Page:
Slovakia Pulls Troops from Iraq (February 3, 2007)

Following Spain and Italy, Slovakia has withdrawn its 110 troops from Iraq. Elected in June 2006, left-wing Prime Minister Robert Fico delivers on his electoral campaign's promises, pleasing Slovak public opinion which had pressured the government for the withdrawal. According to Fico, "the war in Iraq is unbelievably unjust and wrong." He further acknowledged that the "security situation is catastrophic and if somebody wants to say the situation there has improved it would be a lie." (Herald Sun)

US, Britain Diverge on Troops in Iraq (January 29, 2007)

This Christian Science Monitor article points out that there is friction within the US-UK alliance. While the US defends a "surge" in the military contingent, Britain supports the Iraq Study Group approach, which recommends a withdrawal by 2008 and supports dialogue with Iran and Syria. Although officially, the UK government says there is no timetable for withdrawal, privately, ministers are anxious to pull the troops out from Iraq because of the rising pressure of public opinion and the burdens imposed on the British Army as a result of its occupation in southern Afghanistan.



Blair Urges Iran, Syria to Help on Middle East, Iraq (November 14, 2006)

Despite US President George W. Bush classifying Iran and Syria as part of an "axis of evil," UK Prime Minister Tony Blair says these Middle Eastern countries could help to foster a resolution to the ongoing conflict in Iraq. In a major foreign policy speech, Blair invited Iran and Syria to join the dialogue for peace in the Middle East, on the condition that they renounce their support for terrorist organizations and nuclear proliferation. This Der Spiegel piece points out that the staunch alliance between Bush and Blair may fracture as a result of Blair's proposition to these "rogue states."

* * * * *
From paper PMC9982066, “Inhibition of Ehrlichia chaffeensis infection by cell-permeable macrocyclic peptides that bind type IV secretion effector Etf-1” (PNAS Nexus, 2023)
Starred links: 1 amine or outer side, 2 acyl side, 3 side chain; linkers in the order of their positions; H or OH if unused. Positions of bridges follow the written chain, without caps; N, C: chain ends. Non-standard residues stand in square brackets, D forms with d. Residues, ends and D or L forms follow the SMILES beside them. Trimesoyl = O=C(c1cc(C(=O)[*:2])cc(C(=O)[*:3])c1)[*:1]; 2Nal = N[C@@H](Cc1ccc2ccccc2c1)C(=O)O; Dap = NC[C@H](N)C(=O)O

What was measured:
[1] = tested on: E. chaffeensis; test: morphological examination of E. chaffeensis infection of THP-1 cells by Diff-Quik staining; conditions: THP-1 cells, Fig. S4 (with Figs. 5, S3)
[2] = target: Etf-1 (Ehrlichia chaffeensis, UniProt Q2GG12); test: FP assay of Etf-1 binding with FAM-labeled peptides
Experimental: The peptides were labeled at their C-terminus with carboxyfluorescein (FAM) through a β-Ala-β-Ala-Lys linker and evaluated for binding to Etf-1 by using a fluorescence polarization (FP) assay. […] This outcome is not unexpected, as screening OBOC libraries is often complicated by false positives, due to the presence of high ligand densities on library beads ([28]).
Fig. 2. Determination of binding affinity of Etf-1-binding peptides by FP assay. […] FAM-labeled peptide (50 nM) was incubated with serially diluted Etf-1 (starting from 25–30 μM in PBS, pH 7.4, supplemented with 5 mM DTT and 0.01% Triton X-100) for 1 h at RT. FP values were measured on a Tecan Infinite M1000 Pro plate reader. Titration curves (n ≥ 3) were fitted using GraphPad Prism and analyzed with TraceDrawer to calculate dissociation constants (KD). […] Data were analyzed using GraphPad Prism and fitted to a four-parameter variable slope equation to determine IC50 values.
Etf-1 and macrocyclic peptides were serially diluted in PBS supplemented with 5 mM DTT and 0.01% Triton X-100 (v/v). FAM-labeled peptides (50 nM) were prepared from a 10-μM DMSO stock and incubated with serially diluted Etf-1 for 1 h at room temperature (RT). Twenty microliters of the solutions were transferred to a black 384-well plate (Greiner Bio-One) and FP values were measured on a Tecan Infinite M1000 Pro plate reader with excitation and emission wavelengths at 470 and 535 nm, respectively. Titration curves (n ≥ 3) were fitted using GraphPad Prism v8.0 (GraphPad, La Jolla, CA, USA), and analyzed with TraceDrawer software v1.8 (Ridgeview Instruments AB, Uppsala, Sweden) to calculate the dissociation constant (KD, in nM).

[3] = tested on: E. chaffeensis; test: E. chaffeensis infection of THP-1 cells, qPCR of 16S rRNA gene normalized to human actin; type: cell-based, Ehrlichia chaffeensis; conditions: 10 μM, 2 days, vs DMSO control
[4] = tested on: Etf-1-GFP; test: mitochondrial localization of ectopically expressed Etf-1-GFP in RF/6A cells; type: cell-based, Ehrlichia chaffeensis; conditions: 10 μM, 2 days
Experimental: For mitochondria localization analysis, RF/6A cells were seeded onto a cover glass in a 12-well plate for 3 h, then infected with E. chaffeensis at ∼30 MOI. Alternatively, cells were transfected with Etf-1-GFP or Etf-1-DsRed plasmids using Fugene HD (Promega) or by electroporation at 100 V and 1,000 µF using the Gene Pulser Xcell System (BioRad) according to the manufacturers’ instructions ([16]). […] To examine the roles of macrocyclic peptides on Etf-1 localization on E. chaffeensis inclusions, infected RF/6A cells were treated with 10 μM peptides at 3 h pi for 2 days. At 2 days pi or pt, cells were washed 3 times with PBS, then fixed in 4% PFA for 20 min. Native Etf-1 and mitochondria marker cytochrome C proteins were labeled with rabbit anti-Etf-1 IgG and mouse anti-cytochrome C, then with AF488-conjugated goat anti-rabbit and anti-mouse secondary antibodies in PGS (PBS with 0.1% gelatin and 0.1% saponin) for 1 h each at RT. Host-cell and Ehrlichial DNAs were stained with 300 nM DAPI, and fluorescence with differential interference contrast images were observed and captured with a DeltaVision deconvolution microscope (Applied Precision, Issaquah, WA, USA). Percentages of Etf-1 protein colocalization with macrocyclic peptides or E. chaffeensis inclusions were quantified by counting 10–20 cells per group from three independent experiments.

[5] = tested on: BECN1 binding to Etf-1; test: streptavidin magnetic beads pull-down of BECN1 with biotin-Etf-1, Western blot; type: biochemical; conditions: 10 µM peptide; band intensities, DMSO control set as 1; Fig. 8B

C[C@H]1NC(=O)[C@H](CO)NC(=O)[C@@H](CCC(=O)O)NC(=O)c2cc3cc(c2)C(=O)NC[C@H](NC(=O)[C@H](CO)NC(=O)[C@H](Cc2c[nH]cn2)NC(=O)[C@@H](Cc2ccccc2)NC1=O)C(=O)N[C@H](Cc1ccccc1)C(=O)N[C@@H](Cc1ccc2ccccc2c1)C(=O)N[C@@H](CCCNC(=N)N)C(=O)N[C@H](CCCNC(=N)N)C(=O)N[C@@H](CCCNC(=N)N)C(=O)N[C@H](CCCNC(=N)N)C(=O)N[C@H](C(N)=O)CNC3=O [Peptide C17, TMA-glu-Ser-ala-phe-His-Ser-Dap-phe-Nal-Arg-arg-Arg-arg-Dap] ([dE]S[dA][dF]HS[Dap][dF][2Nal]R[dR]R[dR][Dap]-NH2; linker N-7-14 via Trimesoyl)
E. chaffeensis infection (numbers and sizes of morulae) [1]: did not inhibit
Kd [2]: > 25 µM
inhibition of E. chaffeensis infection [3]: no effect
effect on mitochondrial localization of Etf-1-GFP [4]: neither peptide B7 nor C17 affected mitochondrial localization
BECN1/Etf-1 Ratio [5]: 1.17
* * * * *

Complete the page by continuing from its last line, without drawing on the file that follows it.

Japan to Withdraw Its Troops From Iraq (June 20, 2006)

Tokyo will pull out its 600 soldiers stationed in southern Iraq. A majority of the Japanese public opposed sending troops to Iraq, which was "more important politically than militarily." The small deployment gave Washington the comfort of having another ally present in Iraq, while allowing Tokyo to establish the precedent of sending troops into a hostile environment. Japanese Prime Minister Junichiro Koizumi portrayed the mission as "strictly humanitarian" to conform with the country's pacifist constitution which prohibits Japan from using force to resolve international disputes. (Los Angeles Times)

Italian Leader Calls Iraq Occupation 'Grave Error' (May 18, 2006)

Italian Prime Minster Romano Prodi, who defeated Silvio Berlusconi, an ardent supporter of President George W. Bush and the US-led war in Iraq, announced plans to withdraw Italy's 3,000 troops. Calling the invasion and occupation of Iraq a "grave error," Prodi joins the leaders of Spain, Poland and Ukraine in defeating pro-war incumbents and withdrawing from the "coalition of the willing." (Washington Post)

Bush's Crumbling "Coalition" in Iraq (April 11, 2006)

Italian Prime Minister-elect Romano Prodi has vowed to immediately withdraw Italy's 2,600 troops from Iraq. Further diminishing the "coalition of the willing," Italy's withdrawal leaves only three countries – the US, UK, and South Korea – with more than 1,000 troops in Iraq. As The Nation points out, no "coalition" member besides the US ever had more than 5,000 troops in Iraq, and many contributed fewer than 100 troops to the war and occupation.

UK Troops ‘Could Begin Iraq Withdrawal in Weeks' (March 7, 2006)

According to Lieutenant General Nick Houghton, the ranking British officer in Iraq, British troops may begin to gradually withdraw from Iraq. Noting that Britain's withdrawal depends primarily on the progression of Iraq's government and military, Houghton indicated that withdrawal would take place in stages, and that most of the UK's 8,000 troops would exit Iraq by summer 2008. A "residual" force will remain in Iraq, Houghton said, that can "maintain a low profile." (Guardian)